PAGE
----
A long time to be gallivanting from party to party and dinner to dinner and packed room to packed room. It was both insanely fun and insanely exhausting at the same time. So much happened at #BlogHer12 that, instead of boring you with one monster post, I’ve decided to break it up into manageable pieces (fully realizing that I am not writing about my Kenyan Safari Trip, or anything truly deserving of a multi-part post).
The first highlight of my Manhattan jaunt was a Broadway show! It’s been way too long since I’ve gotten my musical theatre fix. I used to be a theatre junkie and didn’t go a few months without seeing a production. These days, though, I’m caught up in the Mom Matrix and my typical live entertainment experiences include shows like Moona Luna (saw them last week).
So, when Holly at Mama Drama offered me a ticket to check out a show while in town, I leapt at the chance. I decided to see End of the Rainbow, which focuses on the life of Judy Garland in the months leading up to her death in 1969.
It’s December 1968 and Judy Garland is poised to make a triumphant comeback… again. The drama unfolds in a London hotel room as she prepares for a series of concerts at the famed Talk of the Town nightclub. Alongside her young fiancé and trusted pianist, Garland—with her signature cocktail of talent, tenacity and razor-sharp wit—takes on her most challenging role ever: herself.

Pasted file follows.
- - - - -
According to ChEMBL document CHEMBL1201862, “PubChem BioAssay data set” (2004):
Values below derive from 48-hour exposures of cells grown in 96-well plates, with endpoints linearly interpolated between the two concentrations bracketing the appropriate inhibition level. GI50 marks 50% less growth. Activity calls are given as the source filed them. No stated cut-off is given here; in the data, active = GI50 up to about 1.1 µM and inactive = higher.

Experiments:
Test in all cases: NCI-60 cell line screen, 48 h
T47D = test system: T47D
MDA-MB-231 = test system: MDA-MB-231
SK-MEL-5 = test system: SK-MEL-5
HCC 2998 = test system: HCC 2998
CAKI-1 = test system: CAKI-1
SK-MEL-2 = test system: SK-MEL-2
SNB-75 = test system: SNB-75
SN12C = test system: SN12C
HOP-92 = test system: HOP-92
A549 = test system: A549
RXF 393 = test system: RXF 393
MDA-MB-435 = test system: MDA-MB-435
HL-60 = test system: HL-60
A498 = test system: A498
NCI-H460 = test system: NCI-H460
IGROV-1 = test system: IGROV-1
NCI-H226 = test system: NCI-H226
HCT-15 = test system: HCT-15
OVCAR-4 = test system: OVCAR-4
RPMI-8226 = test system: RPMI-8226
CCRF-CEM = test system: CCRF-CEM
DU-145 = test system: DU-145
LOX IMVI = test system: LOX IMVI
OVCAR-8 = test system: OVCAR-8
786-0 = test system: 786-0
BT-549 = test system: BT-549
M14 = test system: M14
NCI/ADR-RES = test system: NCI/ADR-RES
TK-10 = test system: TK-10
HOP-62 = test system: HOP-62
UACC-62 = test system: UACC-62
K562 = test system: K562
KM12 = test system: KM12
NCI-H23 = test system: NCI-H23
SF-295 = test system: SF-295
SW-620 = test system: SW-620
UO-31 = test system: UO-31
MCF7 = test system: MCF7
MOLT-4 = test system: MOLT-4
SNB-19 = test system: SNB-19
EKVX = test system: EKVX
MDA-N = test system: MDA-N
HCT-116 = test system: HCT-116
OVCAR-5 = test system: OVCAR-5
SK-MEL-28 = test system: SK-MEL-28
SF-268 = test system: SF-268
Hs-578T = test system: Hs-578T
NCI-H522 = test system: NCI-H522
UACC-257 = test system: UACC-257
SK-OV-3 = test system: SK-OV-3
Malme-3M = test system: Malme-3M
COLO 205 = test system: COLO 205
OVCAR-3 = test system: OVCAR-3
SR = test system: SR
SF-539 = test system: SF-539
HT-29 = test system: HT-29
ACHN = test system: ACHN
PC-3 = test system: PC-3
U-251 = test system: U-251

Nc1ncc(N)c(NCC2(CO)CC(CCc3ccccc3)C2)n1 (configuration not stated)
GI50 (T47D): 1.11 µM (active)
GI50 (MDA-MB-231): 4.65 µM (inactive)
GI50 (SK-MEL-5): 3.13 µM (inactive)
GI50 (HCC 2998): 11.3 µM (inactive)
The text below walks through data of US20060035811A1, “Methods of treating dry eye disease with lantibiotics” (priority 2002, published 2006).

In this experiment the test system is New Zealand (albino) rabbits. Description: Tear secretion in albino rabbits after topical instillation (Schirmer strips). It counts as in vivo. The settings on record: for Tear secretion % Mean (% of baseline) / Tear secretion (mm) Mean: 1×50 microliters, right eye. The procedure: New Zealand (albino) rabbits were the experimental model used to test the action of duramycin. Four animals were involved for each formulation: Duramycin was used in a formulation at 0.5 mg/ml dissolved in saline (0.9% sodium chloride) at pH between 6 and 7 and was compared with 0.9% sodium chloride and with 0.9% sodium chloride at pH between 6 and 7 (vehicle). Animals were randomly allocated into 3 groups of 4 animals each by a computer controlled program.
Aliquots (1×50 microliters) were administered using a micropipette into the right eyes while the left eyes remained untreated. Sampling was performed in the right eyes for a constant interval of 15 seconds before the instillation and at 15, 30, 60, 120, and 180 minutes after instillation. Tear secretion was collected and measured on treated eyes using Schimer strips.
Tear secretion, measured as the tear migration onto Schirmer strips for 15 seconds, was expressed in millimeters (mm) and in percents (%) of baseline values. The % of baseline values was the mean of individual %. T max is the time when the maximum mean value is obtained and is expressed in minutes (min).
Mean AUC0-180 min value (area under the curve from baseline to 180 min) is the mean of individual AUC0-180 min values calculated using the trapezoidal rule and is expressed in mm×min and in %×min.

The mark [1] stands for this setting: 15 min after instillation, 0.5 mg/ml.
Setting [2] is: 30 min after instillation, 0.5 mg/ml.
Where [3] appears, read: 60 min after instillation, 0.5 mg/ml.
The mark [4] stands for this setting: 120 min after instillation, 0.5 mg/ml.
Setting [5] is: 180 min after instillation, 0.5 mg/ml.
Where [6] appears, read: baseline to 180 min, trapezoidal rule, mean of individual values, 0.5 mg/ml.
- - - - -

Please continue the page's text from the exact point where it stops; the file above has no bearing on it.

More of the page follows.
The entire cast was excellent, but Tracie Bennett was simply mind-blowing as Judy Garland. I can see why the reviews sing her praises – her performance was captivating. I had heard some stories here and there about Judy Garland struggling with drugs and alcohol but to see the extent of it, and to get a glimpse into her painful lifestyle, was eye-opening.
What was most unexpected for me was that, apparently, Judy Garland was FUNNY! I mean hysterical; quick-witted, sarcastic and sharp-tongued. Bennett had the audience laughing from beginning to end, even when we knew the situation at hand was, in reality, tragic.
It always amazes me how playwrights and directors can tell a complicated story in just 2 hours, and with few characters, and 1 or 2 backdrops. This show was no different: the majority of the storyline took place in Garland’s hotel room at a Ritz-Carlton in London – where she hid and downed pills and alternated between drinks of soda water and alcohol; the remainder of the scenes happened either at the venue where her Talk of the Town shows took place – backstage and on stage – or at the local radio station where she was interviewed (in an obviously altered state).
Bennett’s singing voice — raspy, powerful and heartfelt – was perfect and, though I only “knew” Judy Garland as “Dorothy,” I have to believe that her performance portraying Garland was spot on. The show had one, 15-minute intermission and lasted about 2 hours. What moved me the most was Garland’s desperate need to be loved – even as a famous, successful artist…and how her fifth fiance started out with dreams of helping her to kick her demons, but then selfishly serves as her enabler (or worse) and likely plays a part in her early demise. I found myself rooting for her, wanting her obvious calls for help to be answered, all while laughing to the point of tears.
The last show runs on August 19th – if you are looking for a slam-dunk at the theatre, see this show while you can.